The Disco Biscuits Debut Duran Duran Cover In NYC [Full Show Video]

first_imgThe Disco Biscuits | PlayStation Theater | New York City, NY | 12/30/2017 | Photos: Andrew Scott Blackstein Setlist: The Disco Biscuits | PlayStation Theater | New York City, NY | 12/30/2017Set I: King of the World, Magellan, Shelby Rose-> Crystal Ball (inverted)-> Hall of the Mountain KingSet II: Spraypaint Victory-> Sound One-> Munchkin Invasion (ending), Confrontation-> Munchkin Invasion-> Sweating Bullets-> ConfrontationEncore: Rio (Duran Duran) Last night, The Disco Biscuits continued their four-night New Year’s Eve run at New York City’s PlayStation Theater. After two nights that have seen the band playing at their finest, Saturday night’s show was no different, as the group kept up the high energy and tight musicianship for the third night in a row.The first set on Saturday started off with “King Of The World”, and highlights of the set included the jam coming out of “Shelby Rose” and the particularly explosive set-ending “Hall of the Mountain King”—a beloved cover by Edvard Grieg that the group busted out after thirteen years during the last night of their Colorado run in November.For the group’s second set, the Disco Biscuits came out guns blazing, starting things off with “Spraypaint Victory” and not easing up til the end of the show. After “Sound One”, a huge transition led through to the ending of “Munchkin Invasion” before the group hit “Confrontation” with a vengeance. Distinctly more trancey than set one, set two finished out strong with a return to “Munchkin Invasion” then “Sweating Bullets” and “Confrontation”.  To end out the show in full, the band offered up the debut cover of Duran Duran’s “Rio”.You can check out video of the show below, courtesy of The Disco Biscuits. Plus, check out photos from the show below, courtesy of Andrew Blackstein.center_img Load remaining imageslast_img read more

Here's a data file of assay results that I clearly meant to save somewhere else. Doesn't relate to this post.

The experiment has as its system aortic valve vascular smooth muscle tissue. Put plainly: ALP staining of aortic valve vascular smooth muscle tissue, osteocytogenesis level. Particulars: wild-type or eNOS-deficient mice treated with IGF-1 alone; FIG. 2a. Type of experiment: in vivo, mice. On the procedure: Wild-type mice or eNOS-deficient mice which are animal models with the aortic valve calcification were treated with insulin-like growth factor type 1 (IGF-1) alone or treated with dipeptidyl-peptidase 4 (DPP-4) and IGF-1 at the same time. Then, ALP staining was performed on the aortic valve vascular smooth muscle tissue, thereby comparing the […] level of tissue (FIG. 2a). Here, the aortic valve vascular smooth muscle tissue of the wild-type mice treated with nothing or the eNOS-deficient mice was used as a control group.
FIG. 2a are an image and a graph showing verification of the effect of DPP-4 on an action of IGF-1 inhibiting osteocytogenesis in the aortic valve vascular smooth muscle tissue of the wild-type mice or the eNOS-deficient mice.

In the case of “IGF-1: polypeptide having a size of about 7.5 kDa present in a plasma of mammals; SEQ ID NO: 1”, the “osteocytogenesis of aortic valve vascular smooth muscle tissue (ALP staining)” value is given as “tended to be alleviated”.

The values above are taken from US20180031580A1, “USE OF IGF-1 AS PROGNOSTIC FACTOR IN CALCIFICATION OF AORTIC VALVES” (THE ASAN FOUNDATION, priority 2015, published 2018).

Bringing Desktop Virtualization to the Enterprise in a Big Way!